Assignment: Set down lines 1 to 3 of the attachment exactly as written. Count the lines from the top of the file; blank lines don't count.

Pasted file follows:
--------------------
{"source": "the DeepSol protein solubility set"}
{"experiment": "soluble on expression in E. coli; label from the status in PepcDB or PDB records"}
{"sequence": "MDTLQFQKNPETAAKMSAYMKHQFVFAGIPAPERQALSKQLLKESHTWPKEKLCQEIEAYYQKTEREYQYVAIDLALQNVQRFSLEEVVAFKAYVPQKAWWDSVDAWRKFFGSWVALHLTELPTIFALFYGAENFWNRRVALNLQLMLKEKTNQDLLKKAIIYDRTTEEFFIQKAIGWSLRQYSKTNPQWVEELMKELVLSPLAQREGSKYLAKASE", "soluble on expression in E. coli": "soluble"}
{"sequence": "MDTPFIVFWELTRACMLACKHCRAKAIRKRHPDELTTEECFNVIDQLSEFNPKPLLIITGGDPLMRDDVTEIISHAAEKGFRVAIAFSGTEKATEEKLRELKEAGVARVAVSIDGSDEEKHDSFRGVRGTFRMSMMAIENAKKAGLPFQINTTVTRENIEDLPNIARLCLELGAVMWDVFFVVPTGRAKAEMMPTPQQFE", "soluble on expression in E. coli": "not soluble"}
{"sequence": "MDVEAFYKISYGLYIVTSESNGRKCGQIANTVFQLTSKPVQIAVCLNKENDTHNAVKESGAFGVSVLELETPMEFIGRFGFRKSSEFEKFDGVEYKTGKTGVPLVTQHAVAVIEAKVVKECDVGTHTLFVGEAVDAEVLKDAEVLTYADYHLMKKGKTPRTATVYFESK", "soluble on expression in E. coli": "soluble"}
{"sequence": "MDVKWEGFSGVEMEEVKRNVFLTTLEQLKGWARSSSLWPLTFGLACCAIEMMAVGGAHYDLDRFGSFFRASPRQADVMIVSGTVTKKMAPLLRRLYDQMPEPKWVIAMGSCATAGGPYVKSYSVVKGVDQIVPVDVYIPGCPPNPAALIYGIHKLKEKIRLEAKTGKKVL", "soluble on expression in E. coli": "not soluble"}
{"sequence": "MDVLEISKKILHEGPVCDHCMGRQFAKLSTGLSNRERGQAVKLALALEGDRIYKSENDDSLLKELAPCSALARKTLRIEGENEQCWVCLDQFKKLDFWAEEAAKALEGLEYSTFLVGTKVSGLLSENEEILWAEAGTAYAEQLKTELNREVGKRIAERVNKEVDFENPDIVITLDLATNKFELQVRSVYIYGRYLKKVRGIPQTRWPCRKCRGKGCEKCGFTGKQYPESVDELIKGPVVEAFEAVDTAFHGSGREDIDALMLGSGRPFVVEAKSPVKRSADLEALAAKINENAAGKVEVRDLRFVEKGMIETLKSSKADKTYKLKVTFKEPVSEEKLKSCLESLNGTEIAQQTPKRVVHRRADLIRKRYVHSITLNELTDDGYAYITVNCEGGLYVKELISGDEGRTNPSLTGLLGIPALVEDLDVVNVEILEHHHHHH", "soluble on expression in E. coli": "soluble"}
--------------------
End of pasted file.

{"source": "the DeepSol protein solubility set"}
{"experiment": "soluble on expression in E. coli; label from the status in PepcDB or PDB records"}
{"sequence": "MDTLQFQKNPETAAKMSAYMKHQFVFAGIPAPERQALSKQLLKESHTWPKEKLCQEIEAYYQKTEREYQYVAIDLALQNVQRFSLEEVVAFKAYVPQKAWWDSVDAWRKFFGSWVALHLTELPTIFALFYGAENFWNRRVALNLQLMLKEKTNQDLLKKAIIYDRTTEEFFIQKAIGWSLRQYSKTNPQWVEELMKELVLSPLAQREGSKYLAKASE", "soluble on expression in E. coli": "soluble"}